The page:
AMR-US Airways Unions Meet U.S. Official on Merger Suit (Bloomberg Businessweek) - 9.18.13
US Airways, American Airlines looking for merger support on Capitol Hill (Charlotte Business Journal) - 9.17.13
DOJ Airline Lawsuit Is Much Ado About Nothing (The Motley Fool) - 9.16.13
To review documents and news related to the AA/US Airways merger, click here
To reach out to your Senators, Representative and the U.S. Attorney General, click here.
This week, APFA members and union leaders along with APA, TWU and US Airways' unions and employees took to Capitol Hill to meet with Congressional leaders and voice our support for the merger. The message, "Let us compete, together" was shared in more than 300 different meetings in House and Senate offices throughout both days.
While in Washington, APFA President Laura Glading, along with presidents from several other unions, met with Assistant Attorney General William Baer, head of the Justice Department’s antitrust division. Laura reiterated to the Ass't AG that this merger is the only path to long-term viability for our airline which is why consumers and employees alike will benefit from it.
The events culminated in a widely attended and well-covered press conference in front of the Capitol at which representatives of both companies, the various unions, and members of Congress voiced their support. Among the distinguished guests were: Rep. Marc Veasey (D-TX), Rep. Michael Burgess (R-TX), Rep. Robert Brady (D-PA), Rep. Ed Pastor (D-AZ), Rep. Eddie Bernice Johnson (D-TX), Rep. Pat Meehan (R-PA), , Rep. Robert Pittenger (R-NC), and Rep. Joyce Beatty (D-OH).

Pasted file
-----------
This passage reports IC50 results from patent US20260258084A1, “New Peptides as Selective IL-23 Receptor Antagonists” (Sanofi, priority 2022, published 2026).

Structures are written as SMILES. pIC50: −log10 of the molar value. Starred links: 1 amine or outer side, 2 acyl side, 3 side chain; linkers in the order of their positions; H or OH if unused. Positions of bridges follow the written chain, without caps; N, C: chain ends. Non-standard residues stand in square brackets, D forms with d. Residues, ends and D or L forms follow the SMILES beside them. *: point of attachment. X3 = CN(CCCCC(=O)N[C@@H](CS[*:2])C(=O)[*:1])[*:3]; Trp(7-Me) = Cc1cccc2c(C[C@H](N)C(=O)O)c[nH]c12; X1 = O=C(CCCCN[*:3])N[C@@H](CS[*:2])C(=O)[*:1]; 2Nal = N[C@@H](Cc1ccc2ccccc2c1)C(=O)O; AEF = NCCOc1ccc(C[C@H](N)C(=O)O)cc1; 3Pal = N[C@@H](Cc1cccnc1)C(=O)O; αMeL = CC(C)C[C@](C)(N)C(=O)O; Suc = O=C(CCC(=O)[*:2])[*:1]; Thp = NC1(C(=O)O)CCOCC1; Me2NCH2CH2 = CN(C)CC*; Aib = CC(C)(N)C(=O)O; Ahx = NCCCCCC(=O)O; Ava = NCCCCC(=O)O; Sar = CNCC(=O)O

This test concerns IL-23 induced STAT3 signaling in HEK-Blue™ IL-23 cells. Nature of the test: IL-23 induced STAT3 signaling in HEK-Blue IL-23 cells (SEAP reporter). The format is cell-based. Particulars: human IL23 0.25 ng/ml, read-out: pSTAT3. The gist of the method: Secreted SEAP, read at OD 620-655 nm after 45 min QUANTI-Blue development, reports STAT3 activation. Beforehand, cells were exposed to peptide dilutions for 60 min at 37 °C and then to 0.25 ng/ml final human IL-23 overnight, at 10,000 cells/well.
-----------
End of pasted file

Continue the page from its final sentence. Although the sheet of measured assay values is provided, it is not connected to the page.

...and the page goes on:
Thank you to all the APFA members who participated and helped make the event a tremendous success. To see photos and read stories about this event, visit APFA's Facebook and Instagram pages.
W-9 and the Equity Claim
There are still about 800 FA who have yet to certify their W-9 form. AA has chosen to extend the deadline for now, however, your W-9 must be completed prior to the distribution of shares (which will not happen until AA exits bankruptcy). This, in order to avoid extra deductions from your equity claim payout.
To fill out your W-9, visit www.retireonline.com. If you've already completed your W-9 with Computershare, either recently or in connection with a different distribution, there is no need to re-certify since a W-9 does not expire. Visit APFA's equity claim page for more information.
Thresholds: Employment, Sick, Vacation and Health
Due to the likelihood that we may not see a merger between AA and US Airways prior to December 31, 2013, all FAs should be focused on meeting the current thresholds as outlined in the LBFO.
Employment Threshold: You must have 420 paid hours (or an average of 35 paid hours per active month) during the 2013 calendar year.
Sick and Vacation: You must have 600 paid hours (or an average of 50 paid hours per active month) during the 2013 calendar year.
Health Benefits: Due to the delay of the merger, the decision has been made not to apply the July 31, 2013 look back for 2014 Health Benefits. Rather the threshold for benefits will remain the current 420-paid hours (or an average of 35 hours per active month) on a rolling 12-month look-back basis.
AmericanAirlines + US Airways
APFA National Communications Coordinator